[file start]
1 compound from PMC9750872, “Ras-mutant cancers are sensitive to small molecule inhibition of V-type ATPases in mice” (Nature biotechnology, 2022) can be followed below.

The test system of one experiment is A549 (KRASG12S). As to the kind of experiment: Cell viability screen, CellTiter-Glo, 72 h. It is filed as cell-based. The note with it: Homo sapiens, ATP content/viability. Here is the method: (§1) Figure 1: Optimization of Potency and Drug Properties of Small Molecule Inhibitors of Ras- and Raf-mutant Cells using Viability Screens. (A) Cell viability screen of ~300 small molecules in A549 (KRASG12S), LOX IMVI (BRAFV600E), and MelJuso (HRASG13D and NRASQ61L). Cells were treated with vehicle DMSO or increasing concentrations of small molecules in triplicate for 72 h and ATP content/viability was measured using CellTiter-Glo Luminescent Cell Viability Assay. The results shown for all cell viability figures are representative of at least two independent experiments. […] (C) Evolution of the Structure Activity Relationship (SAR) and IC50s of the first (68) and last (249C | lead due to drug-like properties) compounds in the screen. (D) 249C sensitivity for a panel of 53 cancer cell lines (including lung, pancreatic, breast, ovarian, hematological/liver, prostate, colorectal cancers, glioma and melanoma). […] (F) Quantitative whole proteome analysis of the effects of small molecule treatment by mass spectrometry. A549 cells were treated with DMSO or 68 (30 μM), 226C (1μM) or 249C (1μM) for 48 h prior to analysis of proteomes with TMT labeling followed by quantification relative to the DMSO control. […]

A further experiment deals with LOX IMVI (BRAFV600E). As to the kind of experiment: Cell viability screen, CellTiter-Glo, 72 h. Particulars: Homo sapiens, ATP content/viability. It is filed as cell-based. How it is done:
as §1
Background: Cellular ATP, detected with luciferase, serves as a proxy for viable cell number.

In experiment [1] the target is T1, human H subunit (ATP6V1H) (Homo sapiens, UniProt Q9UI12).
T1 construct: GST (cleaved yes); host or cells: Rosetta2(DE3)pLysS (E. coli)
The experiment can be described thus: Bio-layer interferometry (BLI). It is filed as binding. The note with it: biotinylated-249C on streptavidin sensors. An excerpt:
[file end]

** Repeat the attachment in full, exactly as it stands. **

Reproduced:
1 compound from PMC9750872, “Ras-mutant cancers are sensitive to small molecule inhibition of V-type ATPases in mice” (Nature biotechnology, 2022) can be followed below.

The test system of one experiment is A549 (KRASG12S). As to the kind of experiment: Cell viability screen, CellTiter-Glo, 72 h. It is filed as cell-based. The note with it: Homo sapiens, ATP content/viability. Here is the method: (§1) Figure 1: Optimization of Potency and Drug Properties of Small Molecule Inhibitors of Ras- and Raf-mutant Cells using Viability Screens. (A) Cell viability screen of ~300 small molecules in A549 (KRASG12S), LOX IMVI (BRAFV600E), and MelJuso (HRASG13D and NRASQ61L). Cells were treated with vehicle DMSO or increasing concentrations of small molecules in triplicate for 72 h and ATP content/viability was measured using CellTiter-Glo Luminescent Cell Viability Assay. The results shown for all cell viability figures are representative of at least two independent experiments. […] (C) Evolution of the Structure Activity Relationship (SAR) and IC50s of the first (68) and last (249C | lead due to drug-like properties) compounds in the screen. (D) 249C sensitivity for a panel of 53 cancer cell lines (including lung, pancreatic, breast, ovarian, hematological/liver, prostate, colorectal cancers, glioma and melanoma). […] (F) Quantitative whole proteome analysis of the effects of small molecule treatment by mass spectrometry. A549 cells were treated with DMSO or 68 (30 μM), 226C (1μM) or 249C (1μM) for 48 h prior to analysis of proteomes with TMT labeling followed by quantification relative to the DMSO control. […]

A further experiment deals with LOX IMVI (BRAFV600E). As to the kind of experiment: Cell viability screen, CellTiter-Glo, 72 h. Particulars: Homo sapiens, ATP content/viability. It is filed as cell-based. How it is done:
as §1
Background: Cellular ATP, detected with luciferase, serves as a proxy for viable cell number.

In experiment [1] the target is T1, human H subunit (ATP6V1H) (Homo sapiens, UniProt Q9UI12).
T1 construct: GST (cleaved yes); host or cells: Rosetta2(DE3)pLysS (E. coli)
The experiment can be described thus: Bio-layer interferometry (BLI). It is filed as binding. The note with it: biotinylated-249C on streptavidin sensors. An excerpt: